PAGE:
• The concept of kayaking is still new to many people who may have visions of paddling in small unstable kayaks typically used on river trips. In contrast, we use very stable seaworthy double kayaks especially designed for the ocean environment. Double kayaks are easy to paddle and enable us to balance the group in terms of physical strength, stamina, and paddling experience. In this way, no one feels pushed beyond their limits and one person can take a break from paddling while their partner maintains the rhythm. Thus, no kayaking experience is required; all persons of moderate fitness adapt very quickly to the paddling skills required. Your professional guides will cover boat handling basics; paddling strokes; use of the foot-controlled rudder; boat entries and exits; and rescue procedures in the protected warm waters of the Port of Refuge.

  • We use primarily single and double fibreglass kayaks including Tofino and Dusky Bay doubles and Arluk, Southern Aurora and Puffin singles. All our equipment is maintained on a regular basis to a high standard.

  • The issuing of single kayaks is at the guides' discretion as it depends not only on our guests' ability, but also weather conditions and group composition (i.e. the ratio of novice to experienced paddlers). For instance, in the interest of safety, if the forecast is for 15-20 knot winds, then the guides prefer to balance the group by pairing the more experienced paddlers with the beginners in double kayaks. Having said this, there is usually at least one single kayak on tour, which may be shared amongst those paddlers who possess solid support strokes.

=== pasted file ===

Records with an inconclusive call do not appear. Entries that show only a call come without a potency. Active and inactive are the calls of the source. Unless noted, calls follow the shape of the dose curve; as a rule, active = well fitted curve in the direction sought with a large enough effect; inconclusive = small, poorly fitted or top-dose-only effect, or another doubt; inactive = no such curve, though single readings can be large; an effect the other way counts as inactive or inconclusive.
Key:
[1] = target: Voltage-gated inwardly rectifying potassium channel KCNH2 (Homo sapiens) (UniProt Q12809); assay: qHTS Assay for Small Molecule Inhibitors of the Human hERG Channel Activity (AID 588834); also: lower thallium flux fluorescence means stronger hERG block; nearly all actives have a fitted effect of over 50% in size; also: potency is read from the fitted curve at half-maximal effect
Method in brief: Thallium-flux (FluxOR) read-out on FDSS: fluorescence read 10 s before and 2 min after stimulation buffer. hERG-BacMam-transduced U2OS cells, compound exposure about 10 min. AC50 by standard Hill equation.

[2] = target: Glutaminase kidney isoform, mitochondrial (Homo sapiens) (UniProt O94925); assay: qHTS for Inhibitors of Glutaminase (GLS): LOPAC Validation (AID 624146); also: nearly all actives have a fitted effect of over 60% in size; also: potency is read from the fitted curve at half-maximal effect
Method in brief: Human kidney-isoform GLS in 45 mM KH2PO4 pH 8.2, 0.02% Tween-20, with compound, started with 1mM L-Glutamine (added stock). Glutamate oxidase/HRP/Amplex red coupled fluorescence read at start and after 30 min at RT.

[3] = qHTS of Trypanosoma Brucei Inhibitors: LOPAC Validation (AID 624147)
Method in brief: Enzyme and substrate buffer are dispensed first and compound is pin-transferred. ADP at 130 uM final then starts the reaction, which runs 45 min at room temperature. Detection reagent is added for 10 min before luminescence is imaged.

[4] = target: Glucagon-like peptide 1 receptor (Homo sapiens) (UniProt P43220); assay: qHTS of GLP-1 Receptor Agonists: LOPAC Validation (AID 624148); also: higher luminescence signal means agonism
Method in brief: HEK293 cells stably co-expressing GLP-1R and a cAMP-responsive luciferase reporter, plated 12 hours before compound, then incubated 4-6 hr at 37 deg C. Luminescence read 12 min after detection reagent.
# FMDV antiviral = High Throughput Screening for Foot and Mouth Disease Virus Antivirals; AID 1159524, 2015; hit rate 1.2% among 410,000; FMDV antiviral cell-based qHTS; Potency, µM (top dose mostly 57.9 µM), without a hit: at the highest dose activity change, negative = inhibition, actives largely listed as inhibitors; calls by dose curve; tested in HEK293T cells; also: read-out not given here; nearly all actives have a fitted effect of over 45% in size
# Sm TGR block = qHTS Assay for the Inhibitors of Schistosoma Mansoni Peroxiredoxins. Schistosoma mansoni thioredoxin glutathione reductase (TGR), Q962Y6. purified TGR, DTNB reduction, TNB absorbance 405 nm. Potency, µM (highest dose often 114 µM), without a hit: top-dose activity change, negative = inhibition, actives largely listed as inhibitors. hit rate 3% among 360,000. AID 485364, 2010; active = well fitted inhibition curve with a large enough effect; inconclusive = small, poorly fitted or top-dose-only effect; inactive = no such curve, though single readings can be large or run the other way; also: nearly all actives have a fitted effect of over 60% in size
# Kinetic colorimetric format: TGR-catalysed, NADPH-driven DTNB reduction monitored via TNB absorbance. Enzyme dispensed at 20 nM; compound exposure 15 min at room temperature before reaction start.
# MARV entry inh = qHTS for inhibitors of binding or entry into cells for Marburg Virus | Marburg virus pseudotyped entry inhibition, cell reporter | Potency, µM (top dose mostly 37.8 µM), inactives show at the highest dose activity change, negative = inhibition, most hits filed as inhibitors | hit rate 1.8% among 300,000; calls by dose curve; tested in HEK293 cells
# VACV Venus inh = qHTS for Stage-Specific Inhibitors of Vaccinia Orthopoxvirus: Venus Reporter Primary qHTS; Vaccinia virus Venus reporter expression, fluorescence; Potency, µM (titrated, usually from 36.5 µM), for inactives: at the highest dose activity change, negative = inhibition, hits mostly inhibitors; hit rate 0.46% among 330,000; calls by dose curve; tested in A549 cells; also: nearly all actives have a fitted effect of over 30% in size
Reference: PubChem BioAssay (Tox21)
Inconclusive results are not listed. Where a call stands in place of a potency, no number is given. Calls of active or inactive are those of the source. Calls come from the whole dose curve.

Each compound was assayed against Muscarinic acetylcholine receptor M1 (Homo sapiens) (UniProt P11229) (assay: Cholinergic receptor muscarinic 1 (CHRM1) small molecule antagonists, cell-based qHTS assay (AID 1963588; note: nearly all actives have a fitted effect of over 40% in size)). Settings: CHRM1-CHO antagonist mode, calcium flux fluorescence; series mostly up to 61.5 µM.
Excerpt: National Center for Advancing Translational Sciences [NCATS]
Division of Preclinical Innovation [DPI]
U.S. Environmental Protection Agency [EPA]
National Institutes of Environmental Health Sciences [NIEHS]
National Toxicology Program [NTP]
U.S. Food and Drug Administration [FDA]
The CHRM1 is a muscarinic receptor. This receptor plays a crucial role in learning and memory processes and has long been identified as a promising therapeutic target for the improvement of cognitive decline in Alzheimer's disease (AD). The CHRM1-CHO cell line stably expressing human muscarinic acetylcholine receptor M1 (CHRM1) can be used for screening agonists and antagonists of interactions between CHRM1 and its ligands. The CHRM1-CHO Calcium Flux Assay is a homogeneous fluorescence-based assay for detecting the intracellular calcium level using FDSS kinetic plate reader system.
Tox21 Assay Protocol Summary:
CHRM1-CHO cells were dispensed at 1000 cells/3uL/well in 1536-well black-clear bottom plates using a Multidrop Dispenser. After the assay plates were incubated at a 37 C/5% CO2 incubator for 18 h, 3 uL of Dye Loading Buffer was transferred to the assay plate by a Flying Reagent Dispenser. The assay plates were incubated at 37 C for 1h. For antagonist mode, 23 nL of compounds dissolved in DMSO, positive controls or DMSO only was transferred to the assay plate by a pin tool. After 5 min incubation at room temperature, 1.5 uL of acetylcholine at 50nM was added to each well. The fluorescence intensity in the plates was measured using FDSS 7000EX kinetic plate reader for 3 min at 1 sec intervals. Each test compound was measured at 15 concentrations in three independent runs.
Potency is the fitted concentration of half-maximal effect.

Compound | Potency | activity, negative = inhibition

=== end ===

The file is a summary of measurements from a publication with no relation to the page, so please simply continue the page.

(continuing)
• There are several reasons why we choose not to use sit-on-top kayaks:

    a.Because of the limited storage capacity of sit-on-tops, companies that use these also use support boats that burn fossil fuels, are noisy, require more support staff, and ultimately make the trip more expensive for you, the consumer.

    b.One's sense of adventure (derived in part from being self-sufficient) is less on support boat trips. One of the main reasons why our guests sign up for our trips is the fact that they prefer to be self-sufficient.

    c.Because sit-on-tops do not have rudders these kayaks do not track as well as our sea kayaks which are all fitted with rudders. In 10-15 knot winds paddlers of sit-on-tops tire more easily as they tend to use far more sweep strokes to correct their course.

    d.Sit-on-tops are slower and less stable than a fully loaded traditional sea kayak.

    e.Sit-on-tops do not have back rests where the traditional sea kayak has a comfortable seat and back rest to ensure maximum comfort for long distance touring.

    f.Paddlers of sit-on-tops are more exposed to the natural elements (e.g. sun, water, wind) and are therefore at greater risk of sunburn, heat exhaustion, and even hyperthermia in the tropics than are paddlers who are seated with a fitted spray skirt inside the cockpits of traditional sea kayaks. Traditional sea kayaks also tend to be a much drier ride than sit-on-tops.

  • A moderate level of fitness is recommended. Some pre-trip upper body strengthening and toning exercises is a good idea. On tour, stretching before and after paddling is encouraged.